Articles by Nick Quinlan

Nick Quinlan is a SendGrid Developer Evangelist based out of San Francisco. He works to make developers lives easier by providing them with the help they need to grow their ideas. Give him a shout, @YayNickQ.

Send Emails That Don’t Bite With Barke


People are different. They read their email at different times and in different ways. But it’s not easy to track and react to different users’ habits. That’s the idea behind Embarke, a partner of ours that optimizes the delivery time of each email you send. Embarke mimics our Web API and then consumes data provided by our Event Webhook to allow users to continue sending through SendGrid with minimal changes on their end. To start using Embarke, all one needs to do is change their endpoint from: to and pass in a few extra values through the x-embarkeapi header. Typically, its fairly easy to switch one of SendGrid’s API Clients to an Embarke client. For example, to send Read More ›

The SendGrid Internal Hackathon!!

SendGrid Internal Hackathon Small

If this were a normal hackathon, I’d start this post by telling you the thirty hackers still at the event at 2:00am sat heads down, faces lit by the glow of their screens, frantically coding and debugging in a rush to finish their hacks. But this wasn’t a normal hackathon, this was the SendGrid Internal Hackathon, and instead hackers jumped on two-hundred feet of bubble wrap. The SendGrid Internal Hackathon Thursday and Friday of the last week of June, we held the first SendGrid Internal Hackathon. Technically speaking this wasn’t our first run at a hackathon for the company, but its the first one we treated like the ones we do in the community. At SendGrid, we attend a bunch Read More ›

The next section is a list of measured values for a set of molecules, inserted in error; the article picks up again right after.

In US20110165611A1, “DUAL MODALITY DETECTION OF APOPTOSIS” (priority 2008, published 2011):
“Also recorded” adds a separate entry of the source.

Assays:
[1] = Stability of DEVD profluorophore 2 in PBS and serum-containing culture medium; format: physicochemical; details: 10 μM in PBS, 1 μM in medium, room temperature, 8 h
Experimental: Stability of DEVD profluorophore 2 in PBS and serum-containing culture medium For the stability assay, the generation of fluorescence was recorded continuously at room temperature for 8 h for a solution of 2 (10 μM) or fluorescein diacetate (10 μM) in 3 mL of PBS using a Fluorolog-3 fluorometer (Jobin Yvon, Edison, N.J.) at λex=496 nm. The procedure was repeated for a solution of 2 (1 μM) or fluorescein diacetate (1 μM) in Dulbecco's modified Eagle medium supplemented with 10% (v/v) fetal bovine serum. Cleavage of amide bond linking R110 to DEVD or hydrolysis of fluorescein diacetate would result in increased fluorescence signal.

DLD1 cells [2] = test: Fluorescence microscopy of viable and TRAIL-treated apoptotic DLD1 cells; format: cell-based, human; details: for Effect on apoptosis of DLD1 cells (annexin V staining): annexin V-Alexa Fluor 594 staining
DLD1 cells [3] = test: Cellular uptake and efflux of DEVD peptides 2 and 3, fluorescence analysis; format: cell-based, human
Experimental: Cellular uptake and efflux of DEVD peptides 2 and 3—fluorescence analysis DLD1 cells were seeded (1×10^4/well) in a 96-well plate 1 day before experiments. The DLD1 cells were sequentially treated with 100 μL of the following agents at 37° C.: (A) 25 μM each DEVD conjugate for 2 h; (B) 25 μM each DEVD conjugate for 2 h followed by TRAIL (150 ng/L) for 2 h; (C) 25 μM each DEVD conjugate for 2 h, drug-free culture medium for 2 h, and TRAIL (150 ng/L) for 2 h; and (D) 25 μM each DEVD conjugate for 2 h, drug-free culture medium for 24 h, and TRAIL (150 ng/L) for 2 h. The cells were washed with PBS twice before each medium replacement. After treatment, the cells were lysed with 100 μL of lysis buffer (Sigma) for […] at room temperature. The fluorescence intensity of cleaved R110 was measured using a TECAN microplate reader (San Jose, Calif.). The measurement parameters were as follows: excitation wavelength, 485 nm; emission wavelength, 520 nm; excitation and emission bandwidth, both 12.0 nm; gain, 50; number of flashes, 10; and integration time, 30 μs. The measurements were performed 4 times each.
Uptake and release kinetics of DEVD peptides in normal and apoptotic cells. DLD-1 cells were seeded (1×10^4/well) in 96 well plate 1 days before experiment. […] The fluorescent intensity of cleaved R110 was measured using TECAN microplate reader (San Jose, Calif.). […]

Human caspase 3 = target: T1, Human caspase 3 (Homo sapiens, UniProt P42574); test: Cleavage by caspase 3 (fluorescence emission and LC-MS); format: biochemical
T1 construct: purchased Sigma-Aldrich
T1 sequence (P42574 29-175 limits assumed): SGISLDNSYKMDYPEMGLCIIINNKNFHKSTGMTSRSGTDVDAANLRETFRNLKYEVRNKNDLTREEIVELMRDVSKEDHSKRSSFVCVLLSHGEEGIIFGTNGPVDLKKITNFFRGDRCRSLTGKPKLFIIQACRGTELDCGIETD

The Importance of Projects

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Time and time again, people ask me the best way to get into programming, or the best way to learn a new language, or the best way to understand a framework, and time and time again, my answer is to start a project. Over the years, I’ve worked on countless projects, ranging from stupid ideas that got featured on tech blogs, to stupid ideas with vulgar names, to a few useful open source works. Each of these projects have taught me a great deal about one concept or another. From learning how to scale a site, to learning how to effectively deal with times, I learned and was able to show off my learning with a product. Projects can be Read More ›

Schedule Email with SendGrid and


There are tons of reasons to schedule an email: maybe you want to send an email daily or weekly, or perhaps, you just want to send an email in the morning rather than the evening. Luckily, with and SendGrid this is easy. is a cloud platform that gives developers tools to solve many common problems. One of these tools is the Iron Worker, a way to asynchronously run code in a number of languages. Workers are run by “tasks” which can be queued, scheduled in advance, or even repeated. Tasks can contain JSON Payloads which the worker can then process. Writing the Worker Using a worker, scheduling an email becomes a simple task. In this case, our worker Read More ›

The Magic of Email Headers


Email amazes me. It’s an open, decentralized, and evolving means of communication that allows you to message someone on the other end of the world–-and it’s been around for fourty years. One of the amazing things about email is the depth of the specification. Email has many intricate and little-known parts, many of which are hidden in message headers. Message headers are essential to any email communication–they describe the message, who sent it, and who it’s going to. To, From, Date, and Subject, are all headers most people are familiar with, then there’s the commonly discussed DKIM and SPF, however there are many more email headers that do much more. Due to the nature of email, there are a number Read More ›

Don’t Tell Developers What To Build